If you have a CSV formatted file containing addresses, you can take advantage of QGIS to map out those addresses. This article contains step by step instructions for geocoding addresses using QGIS. If you prefer, you can watch the tutorial about how to geocode addresses using QGIS at the bottom of this page.
Before You Start
Before you get started with geocoding using QGIS, make sure that your addresses are stored in a CSV file that is formatted for UTF-8. There are two types of web services available: Google Maps and OpenStreetMap. If you choose to use Google Maps, it’s highly recommended that you first sign up for a free API by visiting Google’s Get API page. Finally, to complete this tutorial, you will need internet access to run the geocoding process.
Install the MMQGIS Plugin
In order to geocode addresses from a CSV file, you will need to first install the plugin MMQGIS. MMQGIS contains a suite of very useful plugins for manipulating vector GIS data and was developed by Michael Minn. Contained within this set of plugins is the Geocoding plugins which lets users either geocode an address file using Googles or OpenStreetMap APIs or from a street layer.
To install the MMQGIS plugin, you will need to load the QGIS plugin repository by selecting Plugins –> Manage and Install Plugins from the menu bar.
This loads the Official QGIS Plugin Repository where a list of plugins is available. Select MMQGIS for installation by either scrolling down the alphabetical list of plugins or by filtering the list via the search bar at the top. Check the box next the mmqgis and then click on the install plugin button.
Geocoding an Address File in QGIS
Now that the plugin is installed, you can access the Geocoding function by click on MMQGIS –> Geocoding from the top menu bar.
There are two geocoding options: one for geocoding your address file using either Google or OpenStreetMap geocoding web services or by geocoding from a street layer. For this tutorial, the address file will be geocoded using Google’s geocoding API. Geocoding using one of the web service options will require an Internet connection.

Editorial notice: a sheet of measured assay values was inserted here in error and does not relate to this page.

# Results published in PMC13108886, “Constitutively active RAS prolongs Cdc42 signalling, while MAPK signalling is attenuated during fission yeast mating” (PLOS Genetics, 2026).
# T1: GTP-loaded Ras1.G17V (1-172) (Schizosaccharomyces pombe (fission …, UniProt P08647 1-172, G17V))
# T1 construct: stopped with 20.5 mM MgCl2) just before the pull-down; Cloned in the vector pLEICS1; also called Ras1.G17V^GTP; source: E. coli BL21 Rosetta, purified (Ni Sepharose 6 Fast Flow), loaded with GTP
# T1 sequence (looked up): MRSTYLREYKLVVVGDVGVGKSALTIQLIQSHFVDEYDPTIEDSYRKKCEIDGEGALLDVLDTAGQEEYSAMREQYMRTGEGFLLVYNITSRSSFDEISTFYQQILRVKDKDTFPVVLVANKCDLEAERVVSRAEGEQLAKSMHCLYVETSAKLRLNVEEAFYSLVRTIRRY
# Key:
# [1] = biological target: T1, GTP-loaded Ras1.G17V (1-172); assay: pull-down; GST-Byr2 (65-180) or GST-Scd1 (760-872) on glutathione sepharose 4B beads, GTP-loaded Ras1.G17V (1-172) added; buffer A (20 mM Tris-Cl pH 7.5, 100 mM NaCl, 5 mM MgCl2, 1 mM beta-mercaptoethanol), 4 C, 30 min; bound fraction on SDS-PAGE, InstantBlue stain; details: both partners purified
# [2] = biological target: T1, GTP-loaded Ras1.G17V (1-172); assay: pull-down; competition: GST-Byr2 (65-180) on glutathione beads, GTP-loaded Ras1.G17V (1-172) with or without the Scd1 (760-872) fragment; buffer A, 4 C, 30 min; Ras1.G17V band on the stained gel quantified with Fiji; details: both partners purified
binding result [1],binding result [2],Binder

Once the “Geocode CSV with Google / OpenStreetMap” option has been selected, a GUI for the Web Service Geocode opens. From the window, load the CSV file (if you have the address file in a spreadsheet such as MS Excel or Google Fusion Tables, you will need to export the data out as a CSV file). Within the CSV you must have the proper information for geocoding address. The first line of the CSV file should contain the column names with each separated by a comma. The second and all subsequent lines contain the records for that file with each column again separated by a comma. Within this file you will need to have a column for the address, a column for the city, and a column for the state (for US records) and/or a column for the countries. For my geocoding, I am using a CSV file containing the rankings and company information for the Fortune 1000 companies in the United States.
Now set the parameters for geocoding; select from each section the street address, city, state, and country columns in the CSV file that match. For web service, pick the desired geocoding service. Note: there is a 2,500 record limit within a 24 hour period when using Google’s service. Lastly, set where you want the resulting shapefile and CSV file that will record any records that were not able to be geocoded.
Once you have set all the parameters, hit the “OK” button to start geocoding. The length of time for geocoding depends on how large your file is. It took about 7 minutes for my 1,000 record file of addresses to finish geocoding. I selected the Google Maps web service which limits geocoding to five records per second.
Viewing Your Results
The geocoded file will automatically be added to the layers list in QGIS. Once the geocoding is finished, the end result is a geocoded point shapefile. Appended to the table are two tables that describe how each point was determined.
Watch the Video Tutorial
The main points of this tutorial about geocoding using QGIS can be viewed in this video:
This article was originally published on July 22, 2015 and recently updated on January 9, 2018.